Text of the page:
Appellation Of Origin Lisbon Agreement

(2) Any country may denounce this law by notification to the Director General. This denunciation also constitutes the denunciation of the original law of 31 October 1958 of the agreement and concerns only the country that concluded it, the agreement remains fully in force and applies to the other countries of the Special Union. The Lisbon system provides for an international registration system for appellations of origin and geographical indications as part of a single procedure with WIPO. The holder of a national or regional designation or geographical indication may obtain the protection of the distinctive sign in the other parts of the Lisbon system through a uniform registration procedure and a minimum charge. However, the competent authorities of Member States that have received a notification of registration of a designation of origin have the right to refuse protection on their territory. Such a refusal of protection must be the subject of such a declaration, which must meet two requirements: the Lisbon Convention on the Protection of Names of Origin and their international registration, signed on 31 October 1958, guarantee that Member States protect appellations of origin when they are protected in their country of origin. It contains provisions relating to what is considered a designation of origin, safeguards and establishes an international register of origin maintained by the World Intellectual Property Organization. The agreement came into force in 1966 and was revised in Stockholm (1967) and amended in 1979 and 2015. Since May 2015, 30 states have been parties to the convention and 1,000 appellations of origin have been registered. [1] The Lisbon Express database allows the search of the names of origin registered under the Lisbon Agreement, the product to which they apply, their sector of production, the holder of the right to use the name of origin, the possible or pure invalidations notified by the Member States, etc. The Geneva Act establishes a high level of international protection. In principle, it corresponds to the protection of AO/GI registered in Switzerland. Swiss beneficiaries would benefit from this protection in many countries, notably in the EU, which tabled its accession instrument in November 2019.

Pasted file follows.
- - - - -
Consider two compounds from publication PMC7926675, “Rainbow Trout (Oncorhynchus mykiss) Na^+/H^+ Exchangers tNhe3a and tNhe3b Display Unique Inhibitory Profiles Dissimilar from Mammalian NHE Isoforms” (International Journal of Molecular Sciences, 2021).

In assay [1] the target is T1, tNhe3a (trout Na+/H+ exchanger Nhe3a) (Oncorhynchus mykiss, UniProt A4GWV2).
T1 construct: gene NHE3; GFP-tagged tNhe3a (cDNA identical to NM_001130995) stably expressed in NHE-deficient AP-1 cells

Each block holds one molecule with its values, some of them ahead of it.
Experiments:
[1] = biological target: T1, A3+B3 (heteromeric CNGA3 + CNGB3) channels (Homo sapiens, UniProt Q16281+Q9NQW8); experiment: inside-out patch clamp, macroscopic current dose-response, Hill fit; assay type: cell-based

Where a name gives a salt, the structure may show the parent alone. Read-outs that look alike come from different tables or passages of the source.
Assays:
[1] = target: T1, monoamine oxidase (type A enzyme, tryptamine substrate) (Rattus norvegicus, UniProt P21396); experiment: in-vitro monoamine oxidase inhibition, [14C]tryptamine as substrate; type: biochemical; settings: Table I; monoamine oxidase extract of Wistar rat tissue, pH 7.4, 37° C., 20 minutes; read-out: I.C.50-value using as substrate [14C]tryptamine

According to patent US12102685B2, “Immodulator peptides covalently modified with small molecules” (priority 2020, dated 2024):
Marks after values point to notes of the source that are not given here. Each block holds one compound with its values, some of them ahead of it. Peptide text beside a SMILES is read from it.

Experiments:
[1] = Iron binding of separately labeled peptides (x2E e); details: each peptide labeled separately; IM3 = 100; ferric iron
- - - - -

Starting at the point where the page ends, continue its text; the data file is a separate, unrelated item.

Costly and costly negotiations on bilateral agreements with the geneva-based contracting parties would no longer be necessary. For Swiss beneficiaries, the new system could also be profitable in markets where expected turnover is currently modest, as there are no additional adjustment or administration costs other than registration fees.

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